Blood Transfusion – Part 2

Authors: Derek Obiri, Charlotte Davies / Editor: Swagat Mishra / Codes:  / Published: 26/12/2023

We transfuse lots of blood in the emergency department (ED), and before we can even consider the science behind massive transfusions, we should consider the basics of transfusion. Transfusion may seem simple, but here are few reminders and updates on the basics of transfusion starting with the transfusion ten commandments for many of us medical school was our last training!

 You can read the first part of the blog here.

2. Results of laboratory tests are not the sole reason for deciding on transfusion.

3. Transfusion decisions should be based on clinical assessment underpinned by evidence-based clinical guidelines.

4. Not all anaemic patients need transfusion (there is no universal transfusion trigger).

Anecdotally we know that some providers prescribe more blood transfusions than others. Reducing the number of blood products transfused in the emergency department would reduce financial cost, workload, and the possibility of having transfusion reactions. Knowing when blood is clinically indicated relies on you being up to date with the evidence base. Although the clinical indication for blood products is checked by the blood transfusion scientist, they would never decline blood products. Each trust will have quantitative transfusion targets.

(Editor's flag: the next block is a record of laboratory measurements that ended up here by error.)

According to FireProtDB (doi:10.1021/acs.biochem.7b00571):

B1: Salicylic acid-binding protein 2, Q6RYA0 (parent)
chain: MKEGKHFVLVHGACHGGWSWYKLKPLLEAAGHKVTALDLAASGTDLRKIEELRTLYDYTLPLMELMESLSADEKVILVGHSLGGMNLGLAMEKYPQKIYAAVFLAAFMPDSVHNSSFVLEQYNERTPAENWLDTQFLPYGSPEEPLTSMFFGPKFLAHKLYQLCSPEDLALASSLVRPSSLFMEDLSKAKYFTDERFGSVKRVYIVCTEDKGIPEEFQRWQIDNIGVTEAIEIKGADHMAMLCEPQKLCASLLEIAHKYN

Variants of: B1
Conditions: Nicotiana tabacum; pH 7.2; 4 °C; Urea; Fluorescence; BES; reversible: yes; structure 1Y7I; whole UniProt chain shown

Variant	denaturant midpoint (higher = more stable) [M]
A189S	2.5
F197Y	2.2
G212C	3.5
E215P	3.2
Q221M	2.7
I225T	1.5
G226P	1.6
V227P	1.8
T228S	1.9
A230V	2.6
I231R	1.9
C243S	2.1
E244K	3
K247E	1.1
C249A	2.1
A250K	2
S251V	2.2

Clinical Indication for Transfusion of Blood Products

Red Cell


Hb < 70g/L

Hb < 80g/ + risk factors (cardiovascular disease,

elderly, peripheral vascular disease, hypertension, diabetes)

Clinical decision (acutely unwell, haematology advice)
Platelet Platelets <10 x x 109/L

Platelets <20 x 109/L + risk

factors (e.g. sepsis)

Platelets <75 x 109/L

on critical care

Platelets <50 x 109/L  pre-op

Platelets <100 x 105/L 

pre brain or eye surgery

Platelets <100 x 105/L + major trauma

Clinical decision (acutely unwell, haematology advice)

The difficult bit about this is deciding whether a patient is acutely unwell or not. We know anaemia can cause fatigue and shortness of breath. At which point does that require a blood transfusion, and at which point is (assuming it is due to iron deficiency) an iron transfusion enough?